“For a long time, ‘because the American people were the most educated in the world, they were in the best position to invent, be entrepreneurial, and produce goods and services using advanced technologies,’ Harvard professors Claudia Goldin and Lawrence Katz assert in their 2008 book, The Race Between Education and Technology,” writes Rick Wartzman in American Prospect.
“For those born from the 1870s until about 1950, the authors found, every decade witnessed an uptick of about 0.8 years of education. In other words, ‘during that 80-year period the vast majority of parents had children whose educational attainment greatly exceeded theirs.’ But then something happened: ‘Educational change between the generations … came to an abrupt standstill.’"
”The timing couldn’t have been worse. To perform practically any function in the Skechers warehouse, ‘you need to use a computer...‘It takes new skills.’ Yet relatively few people have them. Even fewer are prepared for the kinds of jobs that may come next."
“During China’s demographic explosion, maintaining job growth was the government’s paramount priority,” write Damian Ma and William Adams inForeign Affairs. “Occupational safety, collective bargaining rights, and other costly labor protections were vastly less important, and summarily ignored. That started to change a little with the Chinese Labor Contract Law of 2008, the centerpiece of a stronger labor regulatory package that increased worker protections against layoffs, obliged employers to negotiate with the party-controlled unions over pay rates and benefits, and provided workers with new avenues to defend their rights against employers in courts.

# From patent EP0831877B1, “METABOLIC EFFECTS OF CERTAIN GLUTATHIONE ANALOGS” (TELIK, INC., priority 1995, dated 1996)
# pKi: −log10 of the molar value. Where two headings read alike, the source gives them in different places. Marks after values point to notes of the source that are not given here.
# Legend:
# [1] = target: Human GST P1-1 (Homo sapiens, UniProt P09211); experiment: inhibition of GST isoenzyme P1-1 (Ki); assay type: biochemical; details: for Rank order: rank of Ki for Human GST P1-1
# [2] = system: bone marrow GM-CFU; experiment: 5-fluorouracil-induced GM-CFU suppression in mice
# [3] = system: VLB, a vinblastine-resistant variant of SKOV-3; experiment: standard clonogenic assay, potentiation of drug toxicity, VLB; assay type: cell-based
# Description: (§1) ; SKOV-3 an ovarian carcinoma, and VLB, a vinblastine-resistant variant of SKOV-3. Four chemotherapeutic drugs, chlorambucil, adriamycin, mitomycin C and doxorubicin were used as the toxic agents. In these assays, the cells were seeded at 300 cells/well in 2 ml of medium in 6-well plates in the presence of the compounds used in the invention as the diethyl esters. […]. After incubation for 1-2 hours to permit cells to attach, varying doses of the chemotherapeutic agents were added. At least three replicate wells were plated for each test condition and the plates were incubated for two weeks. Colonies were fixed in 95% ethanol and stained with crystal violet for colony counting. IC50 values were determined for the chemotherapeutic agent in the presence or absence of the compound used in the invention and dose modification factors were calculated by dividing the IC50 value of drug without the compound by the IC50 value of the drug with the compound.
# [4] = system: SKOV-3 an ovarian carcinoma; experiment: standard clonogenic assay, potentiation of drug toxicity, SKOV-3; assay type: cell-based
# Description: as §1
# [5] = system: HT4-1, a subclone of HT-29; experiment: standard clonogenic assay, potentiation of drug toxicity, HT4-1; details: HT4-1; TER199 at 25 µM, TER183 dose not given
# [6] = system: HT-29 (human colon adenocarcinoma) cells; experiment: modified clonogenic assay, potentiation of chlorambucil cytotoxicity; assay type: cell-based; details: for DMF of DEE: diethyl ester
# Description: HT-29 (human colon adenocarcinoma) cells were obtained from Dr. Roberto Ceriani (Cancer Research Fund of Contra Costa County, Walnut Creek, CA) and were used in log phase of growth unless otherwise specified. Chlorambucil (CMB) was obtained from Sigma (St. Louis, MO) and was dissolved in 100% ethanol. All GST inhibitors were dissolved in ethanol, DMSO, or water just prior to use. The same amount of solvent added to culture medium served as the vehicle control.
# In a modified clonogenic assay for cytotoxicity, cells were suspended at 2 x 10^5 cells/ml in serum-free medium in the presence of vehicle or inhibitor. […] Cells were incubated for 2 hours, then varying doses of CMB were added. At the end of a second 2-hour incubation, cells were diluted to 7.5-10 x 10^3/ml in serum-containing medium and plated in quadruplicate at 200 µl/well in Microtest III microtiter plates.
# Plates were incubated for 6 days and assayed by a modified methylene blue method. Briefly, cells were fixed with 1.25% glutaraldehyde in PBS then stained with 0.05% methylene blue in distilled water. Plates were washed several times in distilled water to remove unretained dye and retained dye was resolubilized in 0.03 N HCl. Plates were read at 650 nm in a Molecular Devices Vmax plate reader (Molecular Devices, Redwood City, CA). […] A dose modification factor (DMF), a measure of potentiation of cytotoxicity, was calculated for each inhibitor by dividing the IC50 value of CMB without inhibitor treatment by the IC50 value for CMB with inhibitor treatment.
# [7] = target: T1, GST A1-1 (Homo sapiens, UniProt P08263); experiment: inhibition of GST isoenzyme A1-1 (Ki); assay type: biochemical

“Fully enforced, the regulation’s provisions were estimated to increase the cost of employing Chinese workers by some 10–20 percent. But at the time the law was enacted, no one gave that much thought. After all, there were still nearly 200 million migrants in the cities and millions more waiting to move off farms. As long as the supply remained abundant, the employer’s paradise would endure. By 2010, however, cracks were starting to show.”
“Predicting the decline of the United States has always been risky business. In the 1970s and late 1980s, expectations of waning power were followed by periods of geopolitical resurgence,” write Ely Ratner and Thomas Wright in theWashington Post.
"There’s every reason to believe that cycle is recurring today. Despite gridlock in Washington, America is recovering from the financial crisis and combining enduring strengths with new sources of influence, including energy. Meanwhile, emerging powers are running into troubles of their own. Taken together, these developments are ushering in a new era of American strategic advantage."